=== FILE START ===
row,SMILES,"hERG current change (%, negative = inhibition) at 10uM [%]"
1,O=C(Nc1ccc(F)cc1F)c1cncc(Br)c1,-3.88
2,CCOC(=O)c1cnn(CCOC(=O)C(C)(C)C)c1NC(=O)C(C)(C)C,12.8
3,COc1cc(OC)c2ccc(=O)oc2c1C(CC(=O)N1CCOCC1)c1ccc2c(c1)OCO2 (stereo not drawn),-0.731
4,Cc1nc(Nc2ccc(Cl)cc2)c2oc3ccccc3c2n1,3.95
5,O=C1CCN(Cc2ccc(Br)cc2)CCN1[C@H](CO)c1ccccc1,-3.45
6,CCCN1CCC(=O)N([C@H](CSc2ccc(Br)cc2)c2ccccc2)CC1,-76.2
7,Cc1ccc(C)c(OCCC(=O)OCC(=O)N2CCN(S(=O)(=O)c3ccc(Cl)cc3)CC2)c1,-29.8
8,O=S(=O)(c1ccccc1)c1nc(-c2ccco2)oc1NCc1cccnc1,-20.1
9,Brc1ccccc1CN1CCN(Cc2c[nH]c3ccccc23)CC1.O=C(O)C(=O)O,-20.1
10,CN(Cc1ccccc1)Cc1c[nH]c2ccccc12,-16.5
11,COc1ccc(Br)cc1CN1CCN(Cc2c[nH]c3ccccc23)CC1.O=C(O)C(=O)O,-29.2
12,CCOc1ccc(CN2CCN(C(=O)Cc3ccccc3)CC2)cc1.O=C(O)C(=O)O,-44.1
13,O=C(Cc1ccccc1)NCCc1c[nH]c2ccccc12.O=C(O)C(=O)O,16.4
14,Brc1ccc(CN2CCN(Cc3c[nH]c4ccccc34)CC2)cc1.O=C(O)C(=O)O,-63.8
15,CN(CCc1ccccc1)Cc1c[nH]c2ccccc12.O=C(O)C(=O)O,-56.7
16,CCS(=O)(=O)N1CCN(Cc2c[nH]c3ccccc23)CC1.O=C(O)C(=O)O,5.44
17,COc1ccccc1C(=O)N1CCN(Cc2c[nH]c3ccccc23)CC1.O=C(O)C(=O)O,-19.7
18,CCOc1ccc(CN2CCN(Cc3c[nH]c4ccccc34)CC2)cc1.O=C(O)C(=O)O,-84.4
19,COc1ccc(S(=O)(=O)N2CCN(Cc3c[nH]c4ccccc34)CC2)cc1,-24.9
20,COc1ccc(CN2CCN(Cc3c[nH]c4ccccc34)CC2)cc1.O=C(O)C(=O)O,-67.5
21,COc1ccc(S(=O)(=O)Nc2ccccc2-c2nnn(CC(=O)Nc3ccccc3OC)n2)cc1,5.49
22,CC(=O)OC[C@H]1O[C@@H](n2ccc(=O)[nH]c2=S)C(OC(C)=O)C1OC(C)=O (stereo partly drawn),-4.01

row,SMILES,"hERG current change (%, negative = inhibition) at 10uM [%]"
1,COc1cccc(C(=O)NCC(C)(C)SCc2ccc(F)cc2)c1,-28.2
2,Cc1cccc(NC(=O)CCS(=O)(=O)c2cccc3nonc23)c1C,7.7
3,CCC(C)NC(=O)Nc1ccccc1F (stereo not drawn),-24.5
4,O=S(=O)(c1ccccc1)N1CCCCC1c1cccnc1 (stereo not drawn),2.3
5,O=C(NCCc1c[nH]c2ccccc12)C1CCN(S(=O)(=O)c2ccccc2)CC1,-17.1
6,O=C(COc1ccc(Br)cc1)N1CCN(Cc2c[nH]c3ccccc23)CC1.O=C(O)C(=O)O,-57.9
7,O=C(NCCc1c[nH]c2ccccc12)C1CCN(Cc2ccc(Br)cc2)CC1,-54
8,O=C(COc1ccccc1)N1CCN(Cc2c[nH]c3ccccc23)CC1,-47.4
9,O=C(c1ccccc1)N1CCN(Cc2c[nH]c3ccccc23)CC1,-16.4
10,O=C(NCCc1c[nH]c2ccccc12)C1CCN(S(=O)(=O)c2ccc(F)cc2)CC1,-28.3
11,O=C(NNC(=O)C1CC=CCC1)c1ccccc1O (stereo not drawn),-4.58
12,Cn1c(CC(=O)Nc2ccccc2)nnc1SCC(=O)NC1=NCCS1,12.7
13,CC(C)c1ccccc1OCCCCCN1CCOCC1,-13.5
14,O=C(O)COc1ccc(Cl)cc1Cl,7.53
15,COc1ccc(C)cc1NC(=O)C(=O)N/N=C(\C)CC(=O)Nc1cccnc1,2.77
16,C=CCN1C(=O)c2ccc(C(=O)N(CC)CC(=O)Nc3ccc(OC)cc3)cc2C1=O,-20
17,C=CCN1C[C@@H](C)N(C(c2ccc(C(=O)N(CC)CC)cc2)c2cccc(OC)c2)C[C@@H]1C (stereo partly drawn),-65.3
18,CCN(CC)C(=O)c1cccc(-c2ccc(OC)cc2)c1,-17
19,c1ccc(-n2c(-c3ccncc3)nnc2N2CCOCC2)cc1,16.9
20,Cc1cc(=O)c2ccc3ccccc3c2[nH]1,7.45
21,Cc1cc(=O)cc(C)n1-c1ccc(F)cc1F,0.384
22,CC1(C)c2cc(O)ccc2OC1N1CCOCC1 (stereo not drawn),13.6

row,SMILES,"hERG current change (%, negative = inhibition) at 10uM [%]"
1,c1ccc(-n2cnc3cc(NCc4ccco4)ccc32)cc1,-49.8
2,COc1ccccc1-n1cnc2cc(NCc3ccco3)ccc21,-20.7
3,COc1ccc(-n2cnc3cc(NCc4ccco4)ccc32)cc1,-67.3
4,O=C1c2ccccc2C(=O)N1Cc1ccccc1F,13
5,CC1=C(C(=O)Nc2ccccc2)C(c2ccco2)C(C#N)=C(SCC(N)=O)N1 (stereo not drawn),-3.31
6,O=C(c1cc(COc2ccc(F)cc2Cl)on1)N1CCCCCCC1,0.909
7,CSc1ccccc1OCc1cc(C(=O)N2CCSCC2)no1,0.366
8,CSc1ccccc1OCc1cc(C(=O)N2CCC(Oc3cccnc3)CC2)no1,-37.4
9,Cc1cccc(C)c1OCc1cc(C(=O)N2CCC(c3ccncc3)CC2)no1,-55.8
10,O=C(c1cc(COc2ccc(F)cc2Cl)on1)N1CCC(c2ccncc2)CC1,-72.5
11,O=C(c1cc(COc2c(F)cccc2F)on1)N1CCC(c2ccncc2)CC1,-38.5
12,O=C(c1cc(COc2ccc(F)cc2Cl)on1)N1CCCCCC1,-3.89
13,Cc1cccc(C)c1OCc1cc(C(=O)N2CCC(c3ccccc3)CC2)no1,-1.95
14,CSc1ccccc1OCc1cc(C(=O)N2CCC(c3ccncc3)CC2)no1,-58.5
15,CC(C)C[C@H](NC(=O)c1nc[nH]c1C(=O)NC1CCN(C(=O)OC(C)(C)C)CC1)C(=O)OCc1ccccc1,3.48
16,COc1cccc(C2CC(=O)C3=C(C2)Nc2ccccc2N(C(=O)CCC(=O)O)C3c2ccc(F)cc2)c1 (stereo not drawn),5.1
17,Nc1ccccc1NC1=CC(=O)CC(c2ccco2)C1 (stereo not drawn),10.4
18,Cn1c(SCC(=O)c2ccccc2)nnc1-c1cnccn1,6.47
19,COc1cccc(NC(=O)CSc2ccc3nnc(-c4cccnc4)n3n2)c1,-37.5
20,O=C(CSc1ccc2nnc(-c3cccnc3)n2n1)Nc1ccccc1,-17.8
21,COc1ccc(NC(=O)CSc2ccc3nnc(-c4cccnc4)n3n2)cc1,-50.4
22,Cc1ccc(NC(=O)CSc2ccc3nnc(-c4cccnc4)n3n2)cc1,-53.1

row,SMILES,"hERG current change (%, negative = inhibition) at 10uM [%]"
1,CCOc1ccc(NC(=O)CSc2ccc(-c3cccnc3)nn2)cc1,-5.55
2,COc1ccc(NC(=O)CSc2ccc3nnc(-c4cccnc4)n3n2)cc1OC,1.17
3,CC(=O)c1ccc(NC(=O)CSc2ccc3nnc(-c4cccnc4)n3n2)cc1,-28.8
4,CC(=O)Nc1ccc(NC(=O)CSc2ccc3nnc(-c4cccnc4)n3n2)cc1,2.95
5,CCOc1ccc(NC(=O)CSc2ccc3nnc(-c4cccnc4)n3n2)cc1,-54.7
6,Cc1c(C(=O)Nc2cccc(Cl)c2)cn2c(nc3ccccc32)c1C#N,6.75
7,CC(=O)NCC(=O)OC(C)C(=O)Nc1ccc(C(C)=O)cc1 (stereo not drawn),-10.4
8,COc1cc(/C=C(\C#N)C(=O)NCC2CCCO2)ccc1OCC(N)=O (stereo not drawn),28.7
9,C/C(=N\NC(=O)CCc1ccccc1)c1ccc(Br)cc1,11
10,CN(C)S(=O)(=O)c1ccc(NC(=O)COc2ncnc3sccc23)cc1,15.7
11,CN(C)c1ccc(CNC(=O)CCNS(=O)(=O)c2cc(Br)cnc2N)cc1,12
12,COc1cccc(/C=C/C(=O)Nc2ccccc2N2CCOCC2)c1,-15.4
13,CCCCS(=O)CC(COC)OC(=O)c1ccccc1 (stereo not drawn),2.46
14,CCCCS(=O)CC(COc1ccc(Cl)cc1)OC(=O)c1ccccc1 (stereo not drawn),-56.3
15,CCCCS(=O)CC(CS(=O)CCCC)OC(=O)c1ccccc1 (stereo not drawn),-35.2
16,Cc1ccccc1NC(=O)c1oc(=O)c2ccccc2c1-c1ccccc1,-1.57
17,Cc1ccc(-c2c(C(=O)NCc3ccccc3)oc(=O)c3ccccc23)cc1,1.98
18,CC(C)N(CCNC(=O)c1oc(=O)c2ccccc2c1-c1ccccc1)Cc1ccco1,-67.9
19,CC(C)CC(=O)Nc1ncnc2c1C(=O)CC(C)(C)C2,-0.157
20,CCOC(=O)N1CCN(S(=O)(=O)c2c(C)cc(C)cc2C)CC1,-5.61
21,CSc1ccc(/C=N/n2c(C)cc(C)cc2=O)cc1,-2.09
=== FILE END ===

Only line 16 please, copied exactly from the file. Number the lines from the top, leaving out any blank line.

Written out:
15,CN(CCc1ccccc1)Cc1c[nH]c2ccccc12.O=C(O)C(=O)O,-56.7